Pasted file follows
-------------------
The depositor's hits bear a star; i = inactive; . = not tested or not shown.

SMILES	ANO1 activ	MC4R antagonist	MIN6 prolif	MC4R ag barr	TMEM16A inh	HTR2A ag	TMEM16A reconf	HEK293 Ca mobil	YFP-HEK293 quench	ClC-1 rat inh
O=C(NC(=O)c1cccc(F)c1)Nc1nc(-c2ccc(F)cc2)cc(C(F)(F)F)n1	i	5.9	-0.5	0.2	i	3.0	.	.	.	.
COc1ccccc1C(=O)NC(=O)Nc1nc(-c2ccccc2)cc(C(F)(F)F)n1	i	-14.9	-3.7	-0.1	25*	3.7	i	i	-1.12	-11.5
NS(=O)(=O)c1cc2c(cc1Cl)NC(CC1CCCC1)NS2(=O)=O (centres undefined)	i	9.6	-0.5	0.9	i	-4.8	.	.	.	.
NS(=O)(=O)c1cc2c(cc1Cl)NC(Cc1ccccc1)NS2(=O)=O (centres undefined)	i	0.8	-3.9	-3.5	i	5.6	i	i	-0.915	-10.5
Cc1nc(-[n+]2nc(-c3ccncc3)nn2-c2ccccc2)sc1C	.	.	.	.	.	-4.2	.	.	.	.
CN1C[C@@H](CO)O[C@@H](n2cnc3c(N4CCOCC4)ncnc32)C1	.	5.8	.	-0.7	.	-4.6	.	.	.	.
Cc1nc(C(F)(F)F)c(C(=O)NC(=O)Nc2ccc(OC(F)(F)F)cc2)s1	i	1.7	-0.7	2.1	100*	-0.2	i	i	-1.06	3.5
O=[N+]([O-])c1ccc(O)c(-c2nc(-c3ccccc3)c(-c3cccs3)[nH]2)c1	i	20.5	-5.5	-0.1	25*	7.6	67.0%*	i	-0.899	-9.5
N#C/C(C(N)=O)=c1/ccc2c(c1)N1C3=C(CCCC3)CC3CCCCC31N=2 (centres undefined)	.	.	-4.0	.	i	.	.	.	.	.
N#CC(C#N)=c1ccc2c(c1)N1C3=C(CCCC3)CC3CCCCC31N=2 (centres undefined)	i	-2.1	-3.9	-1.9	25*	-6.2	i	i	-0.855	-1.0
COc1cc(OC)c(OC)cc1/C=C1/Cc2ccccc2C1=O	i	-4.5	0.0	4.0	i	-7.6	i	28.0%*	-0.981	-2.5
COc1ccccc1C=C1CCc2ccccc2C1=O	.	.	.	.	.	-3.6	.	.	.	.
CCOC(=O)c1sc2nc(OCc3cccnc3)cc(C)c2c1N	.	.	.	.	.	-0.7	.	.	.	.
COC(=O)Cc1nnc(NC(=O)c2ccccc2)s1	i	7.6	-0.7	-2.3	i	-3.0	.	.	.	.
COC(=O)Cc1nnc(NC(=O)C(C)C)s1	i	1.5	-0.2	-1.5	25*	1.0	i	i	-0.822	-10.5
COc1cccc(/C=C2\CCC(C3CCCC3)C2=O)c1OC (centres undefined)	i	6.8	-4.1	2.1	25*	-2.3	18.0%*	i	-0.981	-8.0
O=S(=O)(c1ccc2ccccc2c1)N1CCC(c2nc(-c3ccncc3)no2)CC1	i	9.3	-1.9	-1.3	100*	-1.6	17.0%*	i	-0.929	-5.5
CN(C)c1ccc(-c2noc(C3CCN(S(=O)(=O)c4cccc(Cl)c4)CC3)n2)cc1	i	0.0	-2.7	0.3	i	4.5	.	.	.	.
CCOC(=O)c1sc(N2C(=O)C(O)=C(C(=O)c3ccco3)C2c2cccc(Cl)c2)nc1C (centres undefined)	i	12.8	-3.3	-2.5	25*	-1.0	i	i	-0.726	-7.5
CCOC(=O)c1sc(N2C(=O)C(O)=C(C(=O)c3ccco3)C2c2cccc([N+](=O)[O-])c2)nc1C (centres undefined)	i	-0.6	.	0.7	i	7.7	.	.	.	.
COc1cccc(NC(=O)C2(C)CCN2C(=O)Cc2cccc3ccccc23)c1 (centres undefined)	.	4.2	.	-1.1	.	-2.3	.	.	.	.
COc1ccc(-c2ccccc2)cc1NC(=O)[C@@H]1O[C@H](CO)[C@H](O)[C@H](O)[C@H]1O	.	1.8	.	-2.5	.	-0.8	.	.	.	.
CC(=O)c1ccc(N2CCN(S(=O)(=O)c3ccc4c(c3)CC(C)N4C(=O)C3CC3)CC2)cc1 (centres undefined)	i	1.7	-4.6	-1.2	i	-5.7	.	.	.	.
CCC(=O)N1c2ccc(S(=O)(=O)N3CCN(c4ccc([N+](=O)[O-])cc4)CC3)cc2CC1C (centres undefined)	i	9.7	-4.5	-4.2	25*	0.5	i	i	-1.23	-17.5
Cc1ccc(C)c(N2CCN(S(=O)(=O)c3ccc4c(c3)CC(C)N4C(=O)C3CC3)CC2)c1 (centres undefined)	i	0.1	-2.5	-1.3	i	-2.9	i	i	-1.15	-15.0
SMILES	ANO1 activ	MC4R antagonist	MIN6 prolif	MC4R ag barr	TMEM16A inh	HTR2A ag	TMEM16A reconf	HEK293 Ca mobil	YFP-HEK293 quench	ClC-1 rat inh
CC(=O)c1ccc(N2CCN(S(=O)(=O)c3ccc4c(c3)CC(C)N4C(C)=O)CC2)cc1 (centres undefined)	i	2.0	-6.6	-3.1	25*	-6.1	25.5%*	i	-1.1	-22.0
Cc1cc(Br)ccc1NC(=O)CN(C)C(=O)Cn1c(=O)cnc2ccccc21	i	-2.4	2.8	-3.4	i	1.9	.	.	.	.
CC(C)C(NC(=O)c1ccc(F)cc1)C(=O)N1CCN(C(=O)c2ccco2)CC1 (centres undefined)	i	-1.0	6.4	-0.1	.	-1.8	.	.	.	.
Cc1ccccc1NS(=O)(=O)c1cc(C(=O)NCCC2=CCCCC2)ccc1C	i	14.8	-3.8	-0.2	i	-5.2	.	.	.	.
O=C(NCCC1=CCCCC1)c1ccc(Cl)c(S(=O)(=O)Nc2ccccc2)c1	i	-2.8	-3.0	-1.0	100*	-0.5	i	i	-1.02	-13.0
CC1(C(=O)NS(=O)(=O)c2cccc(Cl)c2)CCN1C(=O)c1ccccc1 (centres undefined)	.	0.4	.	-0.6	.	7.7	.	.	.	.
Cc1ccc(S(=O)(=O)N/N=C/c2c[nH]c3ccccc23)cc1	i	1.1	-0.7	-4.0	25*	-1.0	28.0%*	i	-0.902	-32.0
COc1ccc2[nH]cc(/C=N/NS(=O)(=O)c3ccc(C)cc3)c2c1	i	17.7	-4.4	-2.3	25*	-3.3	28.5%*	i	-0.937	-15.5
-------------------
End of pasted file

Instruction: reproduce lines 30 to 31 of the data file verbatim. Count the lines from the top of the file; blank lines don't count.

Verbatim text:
Cc1cc(Br)ccc1NC(=O)CN(C)C(=O)Cn1c(=O)cnc2ccccc21	i	-2.4	2.8	-3.4	i	1.9	.	.	.	.
CC(C)C(NC(=O)c1ccc(F)cc1)C(=O)N1CCN(C(=O)c2ccco2)CC1 (centres undefined)	i	-1.0	6.4	-0.1	.	-1.8	.	.	.	.